Q: Which was what?
A: Well, although Tom Booker is, in every respect, a real character, there is an important mythological aspect to him and to the story. He is, if you like, an immortal, the redemptive angel, the man in the white hat. There is a rule about such characters: when their work is done, they have to move on. They cannot hang around and ‘mix it’ with the mortals. For Annie and Grace to be free to get on with their lives, for the healing process to be properly complete, the healer-angel figure has to move on. Of course, he will live on forever in their hearts — and in the new child that is born at the end of the story.

These mystical things, metaphor and myth, are so much harder to do in movies than in books. Movies are so very literal. In the book, the ending is full of hope. In the movie, it is dismal and depressing. Annie will forever be a prisoner of her love for Tom. There is no ‘moving on,’ no release or closure. Having said all this, I count myself very fortunate that someone of Redford’s enormous talent and stature wanted to make the film. I simply wonder if, as star, director and producer, he sometimes had a little too much on his plate.

Q : Animals figure prominently in your books. Why is that?
A: Sometimes I hear people who haven’t read my books describing me as ‘the animal writer.’ It makes my heart sink. I don’t see myself that way at all. I don’t consider either The Horse Whisperer or The Loop to be ‘animal stories.’ The animals in them (horses and wolves) were, in a sense, metaphorical. The animal I do write about, is the human animal. In particular, I am always fascinated in family dynamics — the relationships between men and women and their children and the pain we inflict on those we love the most. That said, I have always loved animals and found it easy to get along with them. I truly believe that one of our problems as a species is that we have lost our animal nature and have come to think we are superior to all other species. We have stepped out of the circle of life and have come to believe that our highly developed rational/intellectual sense is the only one that matters. In so doing, we have lost use of our other senses (our common sense, especially), so that we are now unable to live naturally on the planet and what is more seem bent on destroying it.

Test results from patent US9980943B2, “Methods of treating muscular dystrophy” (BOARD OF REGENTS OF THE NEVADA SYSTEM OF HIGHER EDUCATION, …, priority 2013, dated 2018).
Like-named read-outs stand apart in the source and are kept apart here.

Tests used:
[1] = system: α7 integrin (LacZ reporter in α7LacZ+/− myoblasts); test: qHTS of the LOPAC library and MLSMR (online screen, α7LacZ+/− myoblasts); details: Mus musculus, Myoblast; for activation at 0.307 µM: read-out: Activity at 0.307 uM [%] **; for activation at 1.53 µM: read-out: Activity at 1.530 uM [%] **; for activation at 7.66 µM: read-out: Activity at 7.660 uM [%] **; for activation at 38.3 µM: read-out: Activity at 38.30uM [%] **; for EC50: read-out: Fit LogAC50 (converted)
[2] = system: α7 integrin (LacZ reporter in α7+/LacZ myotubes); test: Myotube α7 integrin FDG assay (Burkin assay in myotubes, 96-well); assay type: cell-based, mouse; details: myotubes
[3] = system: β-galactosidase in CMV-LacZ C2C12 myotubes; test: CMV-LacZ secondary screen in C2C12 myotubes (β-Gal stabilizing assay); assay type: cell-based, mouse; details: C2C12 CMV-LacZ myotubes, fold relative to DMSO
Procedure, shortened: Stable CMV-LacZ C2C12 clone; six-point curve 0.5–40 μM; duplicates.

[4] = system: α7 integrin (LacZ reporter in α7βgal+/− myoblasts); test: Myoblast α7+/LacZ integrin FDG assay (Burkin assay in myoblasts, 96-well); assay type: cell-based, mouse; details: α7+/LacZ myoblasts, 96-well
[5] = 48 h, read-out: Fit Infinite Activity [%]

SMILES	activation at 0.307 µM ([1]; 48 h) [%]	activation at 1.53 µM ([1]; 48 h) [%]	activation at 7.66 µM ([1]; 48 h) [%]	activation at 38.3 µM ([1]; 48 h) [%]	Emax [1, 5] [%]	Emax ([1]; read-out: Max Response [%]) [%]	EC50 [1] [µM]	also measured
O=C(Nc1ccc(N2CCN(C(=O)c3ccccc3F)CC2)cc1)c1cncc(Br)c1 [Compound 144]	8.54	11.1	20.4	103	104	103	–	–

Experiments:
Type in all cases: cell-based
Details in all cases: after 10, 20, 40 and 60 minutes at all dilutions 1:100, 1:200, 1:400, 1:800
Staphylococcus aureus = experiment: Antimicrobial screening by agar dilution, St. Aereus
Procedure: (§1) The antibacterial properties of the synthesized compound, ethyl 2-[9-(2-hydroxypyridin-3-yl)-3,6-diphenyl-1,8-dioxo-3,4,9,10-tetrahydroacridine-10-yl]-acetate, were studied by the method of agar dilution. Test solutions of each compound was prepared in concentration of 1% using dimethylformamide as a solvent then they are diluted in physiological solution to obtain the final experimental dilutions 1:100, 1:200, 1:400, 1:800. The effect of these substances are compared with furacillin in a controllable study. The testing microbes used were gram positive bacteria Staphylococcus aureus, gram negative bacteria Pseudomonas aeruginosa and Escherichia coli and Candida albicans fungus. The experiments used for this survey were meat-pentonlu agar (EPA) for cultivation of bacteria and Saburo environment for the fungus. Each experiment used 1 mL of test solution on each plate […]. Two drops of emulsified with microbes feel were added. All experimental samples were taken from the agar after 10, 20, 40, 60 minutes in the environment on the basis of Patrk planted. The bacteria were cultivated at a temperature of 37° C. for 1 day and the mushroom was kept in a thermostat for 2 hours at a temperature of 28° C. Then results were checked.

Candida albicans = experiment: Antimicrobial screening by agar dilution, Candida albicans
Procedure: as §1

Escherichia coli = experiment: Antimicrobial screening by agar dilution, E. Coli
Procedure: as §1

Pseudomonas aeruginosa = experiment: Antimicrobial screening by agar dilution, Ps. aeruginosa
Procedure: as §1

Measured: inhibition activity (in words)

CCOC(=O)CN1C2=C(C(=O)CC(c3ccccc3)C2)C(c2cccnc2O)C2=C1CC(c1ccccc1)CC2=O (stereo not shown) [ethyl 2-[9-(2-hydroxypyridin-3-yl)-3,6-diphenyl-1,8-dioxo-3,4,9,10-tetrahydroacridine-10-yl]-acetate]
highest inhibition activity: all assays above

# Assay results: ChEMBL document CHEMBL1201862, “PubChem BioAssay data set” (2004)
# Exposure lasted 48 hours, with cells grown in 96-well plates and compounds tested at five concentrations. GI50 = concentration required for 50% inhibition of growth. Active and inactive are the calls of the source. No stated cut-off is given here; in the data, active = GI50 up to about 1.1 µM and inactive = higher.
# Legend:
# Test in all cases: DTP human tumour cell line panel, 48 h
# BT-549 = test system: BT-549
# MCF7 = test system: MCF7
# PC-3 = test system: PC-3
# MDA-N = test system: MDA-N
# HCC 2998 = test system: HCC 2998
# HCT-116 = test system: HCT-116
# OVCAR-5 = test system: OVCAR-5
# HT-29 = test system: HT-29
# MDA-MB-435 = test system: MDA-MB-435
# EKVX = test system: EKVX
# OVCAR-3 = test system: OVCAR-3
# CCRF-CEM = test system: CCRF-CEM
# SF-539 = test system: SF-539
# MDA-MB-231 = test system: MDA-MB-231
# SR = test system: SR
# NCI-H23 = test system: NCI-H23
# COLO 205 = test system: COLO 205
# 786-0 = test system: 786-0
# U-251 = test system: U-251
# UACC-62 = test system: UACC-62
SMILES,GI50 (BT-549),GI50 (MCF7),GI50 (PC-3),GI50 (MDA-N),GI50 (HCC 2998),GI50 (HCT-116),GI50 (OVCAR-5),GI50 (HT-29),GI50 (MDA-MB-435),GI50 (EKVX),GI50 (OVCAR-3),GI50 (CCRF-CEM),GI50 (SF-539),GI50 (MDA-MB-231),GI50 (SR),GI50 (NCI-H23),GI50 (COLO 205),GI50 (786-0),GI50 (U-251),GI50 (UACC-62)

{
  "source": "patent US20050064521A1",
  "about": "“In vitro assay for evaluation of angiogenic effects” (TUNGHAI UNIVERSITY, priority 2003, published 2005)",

Q: Who are your favorite novelists?